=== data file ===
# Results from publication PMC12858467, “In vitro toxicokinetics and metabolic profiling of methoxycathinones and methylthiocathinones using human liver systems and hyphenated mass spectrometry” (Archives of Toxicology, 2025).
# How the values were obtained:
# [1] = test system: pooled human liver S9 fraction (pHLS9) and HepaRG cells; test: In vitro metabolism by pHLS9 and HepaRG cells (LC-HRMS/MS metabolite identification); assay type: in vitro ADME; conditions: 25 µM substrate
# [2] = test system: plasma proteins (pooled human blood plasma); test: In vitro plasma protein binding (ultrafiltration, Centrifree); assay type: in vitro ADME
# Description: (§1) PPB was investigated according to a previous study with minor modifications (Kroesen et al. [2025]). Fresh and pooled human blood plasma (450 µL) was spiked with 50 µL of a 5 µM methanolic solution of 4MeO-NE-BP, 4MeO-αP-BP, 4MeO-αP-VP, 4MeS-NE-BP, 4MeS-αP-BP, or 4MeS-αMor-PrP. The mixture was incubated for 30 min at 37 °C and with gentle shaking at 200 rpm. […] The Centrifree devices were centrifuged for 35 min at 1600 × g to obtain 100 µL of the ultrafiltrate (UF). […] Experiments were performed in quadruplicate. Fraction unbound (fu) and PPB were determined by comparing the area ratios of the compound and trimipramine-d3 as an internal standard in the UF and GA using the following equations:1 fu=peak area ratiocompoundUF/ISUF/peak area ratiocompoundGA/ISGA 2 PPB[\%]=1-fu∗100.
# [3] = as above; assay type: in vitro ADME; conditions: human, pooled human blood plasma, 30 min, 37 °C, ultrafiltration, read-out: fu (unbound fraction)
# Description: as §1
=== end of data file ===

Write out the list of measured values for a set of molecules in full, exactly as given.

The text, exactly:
# Results from publication PMC12858467, “In vitro toxicokinetics and metabolic profiling of methoxycathinones and methylthiocathinones using human liver systems and hyphenated mass spectrometry” (Archives of Toxicology, 2025).
# How the values were obtained:
# [1] = test system: pooled human liver S9 fraction (pHLS9) and HepaRG cells; test: In vitro metabolism by pHLS9 and HepaRG cells (LC-HRMS/MS metabolite identification); assay type: in vitro ADME; conditions: 25 µM substrate
# [2] = test system: plasma proteins (pooled human blood plasma); test: In vitro plasma protein binding (ultrafiltration, Centrifree); assay type: in vitro ADME
# Description: (§1) PPB was investigated according to a previous study with minor modifications (Kroesen et al. [2025]). Fresh and pooled human blood plasma (450 µL) was spiked with 50 µL of a 5 µM methanolic solution of 4MeO-NE-BP, 4MeO-αP-BP, 4MeO-αP-VP, 4MeS-NE-BP, 4MeS-αP-BP, or 4MeS-αMor-PrP. The mixture was incubated for 30 min at 37 °C and with gentle shaking at 200 rpm. […] The Centrifree devices were centrifuged for 35 min at 1600 × g to obtain 100 µL of the ultrafiltrate (UF). […] Experiments were performed in quadruplicate. Fraction unbound (fu) and PPB were determined by comparing the area ratios of the compound and trimipramine-d3 as an internal standard in the UF and GA using the following equations:1 fu=peak area ratiocompoundUF/ISUF/peak area ratiocompoundGA/ISGA 2 PPB[\%]=1-fu∗100.
# [3] = as above; assay type: in vitro ADME; conditions: human, pooled human blood plasma, 30 min, 37 °C, ultrafiltration, read-out: fu (unbound fraction)
# Description: as §1